The colour scheme here is red and gold and there are ornate recesses and fireplaces along one side with small mirror panes that reflect the light.
The fan vaulted ceiling – made from papier mache and inspired by one in Westminster Abbey – is also gold and only adds to the sense of opulence throughout.
It’s not hard to see that this was the room for entertaining in Strawberry Hill House.
The guide in the room when we visited told us that because of the dancing that was to be done here, Lady Waldegrave replaced the floor to a more suitable one. She purchased the one you can see today from a Parisian villa.
The band apparently played below on the ground floor and music would flow upstairs to entertain the visitors.
Just to the side of the Gallery is the Tribune. When we were fully inside, the guide closed the door behind us.
Along with its name (drawn from the treasure room in Florence’s Uffizi Palace), this was a demonstration of the role that this room played.
The room was basically a little treasure trove: a place where Walpole could lock away his most prized possessions. And it’s another room where just looking at the walls, ceiling and windows will leave you in awe.
The Round Drawing Room
We left our tour via the round drawing room, another brightly coloured room – this time painted an exquisite red.
Here you’ll see one of the most ornate and decorative windows in the house (and there’s some competition for this!). The stained glass is truly amazing – and something that Lady Waldegrave apparently takes the credit for.
There’s also another memorable ceiling in this room.
What else you can do at Strawberry Hill House?
Aside from the actual house, you can also wander around the garden. It’s not very big – it was apparently much larger before more recent development in the area – but, weather permitting, it’s a nice spot to sit after your visit.
There’s also a small café with a few tables outside. There are decent, clean, toilets for visitors to use and a small souvenir shop to peruse.
The house sometimes hosts talks and evening events. It can also be hired for private events or weddings. In the summer, it hosts the Strawberry Hill Flower Festival.
Check out the “what’s on” page of their website for more details.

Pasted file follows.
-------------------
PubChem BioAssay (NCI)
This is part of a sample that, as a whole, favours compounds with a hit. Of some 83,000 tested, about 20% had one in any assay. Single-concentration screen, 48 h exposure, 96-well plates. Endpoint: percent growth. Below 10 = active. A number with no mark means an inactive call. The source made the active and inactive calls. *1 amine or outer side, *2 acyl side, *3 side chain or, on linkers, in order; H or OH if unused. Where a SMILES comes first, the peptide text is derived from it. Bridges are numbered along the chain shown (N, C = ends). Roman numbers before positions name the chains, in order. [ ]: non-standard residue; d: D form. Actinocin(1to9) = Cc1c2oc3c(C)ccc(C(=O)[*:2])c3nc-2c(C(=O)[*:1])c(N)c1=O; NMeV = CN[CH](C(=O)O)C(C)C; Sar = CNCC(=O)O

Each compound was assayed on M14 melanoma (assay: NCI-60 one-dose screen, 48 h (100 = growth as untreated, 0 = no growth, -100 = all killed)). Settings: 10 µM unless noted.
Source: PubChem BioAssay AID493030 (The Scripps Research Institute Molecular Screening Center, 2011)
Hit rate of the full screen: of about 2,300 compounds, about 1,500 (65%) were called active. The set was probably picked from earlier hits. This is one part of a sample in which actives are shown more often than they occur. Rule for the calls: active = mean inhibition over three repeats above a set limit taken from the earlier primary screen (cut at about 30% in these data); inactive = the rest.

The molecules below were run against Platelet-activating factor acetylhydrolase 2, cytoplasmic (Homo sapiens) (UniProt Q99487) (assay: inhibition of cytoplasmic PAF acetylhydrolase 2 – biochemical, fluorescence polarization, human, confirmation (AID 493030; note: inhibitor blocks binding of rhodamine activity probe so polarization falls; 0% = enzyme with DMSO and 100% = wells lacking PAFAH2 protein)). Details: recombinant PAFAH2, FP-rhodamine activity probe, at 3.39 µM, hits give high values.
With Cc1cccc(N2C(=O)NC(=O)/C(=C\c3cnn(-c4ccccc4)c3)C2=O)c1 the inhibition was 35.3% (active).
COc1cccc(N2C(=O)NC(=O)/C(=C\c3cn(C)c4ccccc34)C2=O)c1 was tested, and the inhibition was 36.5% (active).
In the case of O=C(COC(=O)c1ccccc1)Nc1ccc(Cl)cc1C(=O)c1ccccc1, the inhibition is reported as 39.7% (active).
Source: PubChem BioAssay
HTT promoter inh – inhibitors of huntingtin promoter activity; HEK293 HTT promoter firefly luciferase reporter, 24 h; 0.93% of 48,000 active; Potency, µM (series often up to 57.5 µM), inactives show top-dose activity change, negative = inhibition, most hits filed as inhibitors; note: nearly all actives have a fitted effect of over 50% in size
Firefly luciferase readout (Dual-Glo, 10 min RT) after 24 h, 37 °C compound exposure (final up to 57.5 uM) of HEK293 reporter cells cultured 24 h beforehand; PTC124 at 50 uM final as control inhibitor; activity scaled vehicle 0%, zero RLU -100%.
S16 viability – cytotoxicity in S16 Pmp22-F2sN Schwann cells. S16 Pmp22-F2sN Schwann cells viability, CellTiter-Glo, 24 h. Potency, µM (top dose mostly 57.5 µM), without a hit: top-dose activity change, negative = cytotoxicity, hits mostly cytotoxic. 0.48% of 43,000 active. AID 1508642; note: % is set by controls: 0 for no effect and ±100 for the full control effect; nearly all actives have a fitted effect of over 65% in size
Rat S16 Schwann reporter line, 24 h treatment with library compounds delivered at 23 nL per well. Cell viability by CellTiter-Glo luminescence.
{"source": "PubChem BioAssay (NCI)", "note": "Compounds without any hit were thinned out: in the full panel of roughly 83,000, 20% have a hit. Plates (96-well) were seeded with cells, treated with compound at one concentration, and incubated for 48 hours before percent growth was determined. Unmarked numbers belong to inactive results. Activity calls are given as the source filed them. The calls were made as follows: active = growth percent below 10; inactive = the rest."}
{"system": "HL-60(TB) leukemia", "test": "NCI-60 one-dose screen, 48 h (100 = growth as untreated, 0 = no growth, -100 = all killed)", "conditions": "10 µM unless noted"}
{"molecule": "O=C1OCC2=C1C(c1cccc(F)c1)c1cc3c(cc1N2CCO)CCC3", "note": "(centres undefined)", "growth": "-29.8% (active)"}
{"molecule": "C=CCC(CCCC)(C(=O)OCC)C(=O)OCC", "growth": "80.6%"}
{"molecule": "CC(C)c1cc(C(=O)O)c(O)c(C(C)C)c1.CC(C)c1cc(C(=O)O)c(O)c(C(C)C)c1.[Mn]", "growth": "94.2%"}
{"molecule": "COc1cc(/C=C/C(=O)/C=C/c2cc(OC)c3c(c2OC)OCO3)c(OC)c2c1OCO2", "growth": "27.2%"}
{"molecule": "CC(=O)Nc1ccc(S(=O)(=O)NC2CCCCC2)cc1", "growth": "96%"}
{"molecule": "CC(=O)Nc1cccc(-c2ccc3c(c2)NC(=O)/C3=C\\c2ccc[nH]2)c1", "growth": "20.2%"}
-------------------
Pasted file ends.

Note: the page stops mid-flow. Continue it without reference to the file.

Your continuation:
When can you visit Strawberry Hill House?
The house and garden are open every day except for Monday from 11am to 4pm. The café opens one hour earlier on these days.
Note that because of Covid-19 restrictions, you need to book in advance.
We did, however, find that this worked to our advantage. Because some of the rooms and corridors are small you enter each one in your own group only.
With a volunteer in each room – all of whom I have to say were amongst some of the most knowledgeable volunteers I’ve ever met in a museum – you’re basically getting a personal guided tour through the entire house.
How much is entrance to Strawberry Hill House?
Adult tickets are £12.50. Students can visit for £6.25 and under 16s are free. There are also a number of concessions for different groups: see the website for more information.
It is free to wander around the garden.
How do you travel to Strawberry Hill House?
A visit here is an ideal day trip from London by train or from nearby counties. The nearest train station is Strawberry Hill, which is 35-40 minutes from London Waterloo.
Other information on Strawberry Hill House
I visited Strawberry Hill House in August 2020. I learnt a lot of the information covered here from discussions with the volunteer guides.
However, I also purchased John Iddon’s “Strawberry Hill and Horace Walpole Essential Guide” in the souvenir shop.
If you enjoyed your trip to Strawberry Hill House, it is worth purchasing this for the added information it provides. The website also provides fascinating information about its history.
Other ideas for day trips from London by train and UK short breaks
You can also visit the Tower of London and the Crown Jewels.
For more information on day trips and short UK breaks, see my other posts on this topic: